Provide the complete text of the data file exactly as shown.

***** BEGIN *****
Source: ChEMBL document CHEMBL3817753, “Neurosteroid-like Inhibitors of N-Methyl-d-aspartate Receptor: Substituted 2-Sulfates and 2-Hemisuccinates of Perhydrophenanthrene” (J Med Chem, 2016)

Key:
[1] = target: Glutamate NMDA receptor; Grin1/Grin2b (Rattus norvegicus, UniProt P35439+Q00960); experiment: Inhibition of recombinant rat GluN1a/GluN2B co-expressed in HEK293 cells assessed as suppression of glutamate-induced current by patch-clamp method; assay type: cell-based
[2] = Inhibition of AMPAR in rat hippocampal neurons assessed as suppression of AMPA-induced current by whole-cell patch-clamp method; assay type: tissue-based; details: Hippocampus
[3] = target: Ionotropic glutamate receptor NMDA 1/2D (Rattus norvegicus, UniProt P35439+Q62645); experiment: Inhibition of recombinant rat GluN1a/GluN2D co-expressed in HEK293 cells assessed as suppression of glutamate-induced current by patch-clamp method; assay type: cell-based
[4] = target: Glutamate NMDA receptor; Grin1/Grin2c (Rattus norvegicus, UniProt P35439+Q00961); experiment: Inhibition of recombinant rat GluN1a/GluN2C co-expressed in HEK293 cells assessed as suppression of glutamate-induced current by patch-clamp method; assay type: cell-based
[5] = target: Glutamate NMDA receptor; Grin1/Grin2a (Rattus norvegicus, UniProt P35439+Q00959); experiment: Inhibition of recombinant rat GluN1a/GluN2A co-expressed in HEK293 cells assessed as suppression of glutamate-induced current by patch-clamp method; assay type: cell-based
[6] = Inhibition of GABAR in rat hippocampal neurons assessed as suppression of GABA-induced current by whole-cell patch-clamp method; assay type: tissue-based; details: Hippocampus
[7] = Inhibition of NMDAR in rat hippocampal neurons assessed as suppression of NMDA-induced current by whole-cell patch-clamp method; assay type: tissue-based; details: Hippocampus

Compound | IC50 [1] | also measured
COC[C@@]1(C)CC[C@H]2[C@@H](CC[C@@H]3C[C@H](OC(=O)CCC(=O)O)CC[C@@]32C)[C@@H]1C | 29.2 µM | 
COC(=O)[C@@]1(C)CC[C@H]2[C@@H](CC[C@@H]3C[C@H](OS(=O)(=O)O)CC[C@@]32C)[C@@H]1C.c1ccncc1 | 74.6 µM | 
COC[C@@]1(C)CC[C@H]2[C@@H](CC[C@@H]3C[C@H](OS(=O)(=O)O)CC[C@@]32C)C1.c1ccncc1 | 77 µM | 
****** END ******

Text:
Source: ChEMBL document CHEMBL3817753, “Neurosteroid-like Inhibitors of N-Methyl-d-aspartate Receptor: Substituted 2-Sulfates and 2-Hemisuccinates of Perhydrophenanthrene” (J Med Chem, 2016)

Key:
[1] = target: Glutamate NMDA receptor; Grin1/Grin2b (Rattus norvegicus, UniProt P35439+Q00960); experiment: Inhibition of recombinant rat GluN1a/GluN2B co-expressed in HEK293 cells assessed as suppression of glutamate-induced current by patch-clamp method; assay type: cell-based
[2] = Inhibition of AMPAR in rat hippocampal neurons assessed as suppression of AMPA-induced current by whole-cell patch-clamp method; assay type: tissue-based; details: Hippocampus
[3] = target: Ionotropic glutamate receptor NMDA 1/2D (Rattus norvegicus, UniProt P35439+Q62645); experiment: Inhibition of recombinant rat GluN1a/GluN2D co-expressed in HEK293 cells assessed as suppression of glutamate-induced current by patch-clamp method; assay type: cell-based
[4] = target: Glutamate NMDA receptor; Grin1/Grin2c (Rattus norvegicus, UniProt P35439+Q00961); experiment: Inhibition of recombinant rat GluN1a/GluN2C co-expressed in HEK293 cells assessed as suppression of glutamate-induced current by patch-clamp method; assay type: cell-based
[5] = target: Glutamate NMDA receptor; Grin1/Grin2a (Rattus norvegicus, UniProt P35439+Q00959); experiment: Inhibition of recombinant rat GluN1a/GluN2A co-expressed in HEK293 cells assessed as suppression of glutamate-induced current by patch-clamp method; assay type: cell-based
[6] = Inhibition of GABAR in rat hippocampal neurons assessed as suppression of GABA-induced current by whole-cell patch-clamp method; assay type: tissue-based; details: Hippocampus
[7] = Inhibition of NMDAR in rat hippocampal neurons assessed as suppression of NMDA-induced current by whole-cell patch-clamp method; assay type: tissue-based; details: Hippocampus

Compound | IC50 [1] | also measured
COC[C@@]1(C)CC[C@H]2[C@@H](CC[C@@H]3C[C@H](OC(=O)CCC(=O)O)CC[C@@]32C)[C@@H]1C | 29.2 µM | 
COC(=O)[C@@]1(C)CC[C@H]2[C@@H](CC[C@@H]3C[C@H](OS(=O)(=O)O)CC[C@@]32C)[C@@H]1C.c1ccncc1 | 74.6 µM | 
COC[C@@]1(C)CC[C@H]2[C@@H](CC[C@@H]3C[C@H](OS(=O)(=O)O)CC[C@@]32C)C1.c1ccncc1 | 77 µM | 